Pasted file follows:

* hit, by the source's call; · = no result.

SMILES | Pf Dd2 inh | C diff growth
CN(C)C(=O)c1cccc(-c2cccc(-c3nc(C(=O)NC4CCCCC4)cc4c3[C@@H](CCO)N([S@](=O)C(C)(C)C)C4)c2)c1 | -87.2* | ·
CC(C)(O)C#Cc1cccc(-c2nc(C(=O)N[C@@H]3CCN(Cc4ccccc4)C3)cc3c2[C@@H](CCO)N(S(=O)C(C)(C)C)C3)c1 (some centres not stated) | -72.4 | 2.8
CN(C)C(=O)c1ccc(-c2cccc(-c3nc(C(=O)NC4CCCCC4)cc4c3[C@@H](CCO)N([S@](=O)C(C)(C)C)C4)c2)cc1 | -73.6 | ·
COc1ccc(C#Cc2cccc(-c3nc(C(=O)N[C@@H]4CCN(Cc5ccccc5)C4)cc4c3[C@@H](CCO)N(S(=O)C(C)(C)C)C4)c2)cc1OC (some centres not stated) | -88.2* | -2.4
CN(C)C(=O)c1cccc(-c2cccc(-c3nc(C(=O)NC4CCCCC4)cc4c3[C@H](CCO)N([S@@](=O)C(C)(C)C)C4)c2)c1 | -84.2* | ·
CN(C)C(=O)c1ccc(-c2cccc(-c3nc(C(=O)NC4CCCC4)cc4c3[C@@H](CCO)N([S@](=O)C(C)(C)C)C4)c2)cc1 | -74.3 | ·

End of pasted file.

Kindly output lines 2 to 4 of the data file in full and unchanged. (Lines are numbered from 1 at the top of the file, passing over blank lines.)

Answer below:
SMILES | Pf Dd2 inh | C diff growth
CN(C)C(=O)c1cccc(-c2cccc(-c3nc(C(=O)NC4CCCCC4)cc4c3[C@@H](CCO)N([S@](=O)C(C)(C)C)C4)c2)c1 | -87.2* | ·
CC(C)(O)C#Cc1cccc(-c2nc(C(=O)N[C@@H]3CCN(Cc4ccccc4)C3)cc3c2[C@@H](CCO)N(S(=O)C(C)(C)C)C3)c1 (some centres not stated) | -72.4 | 2.8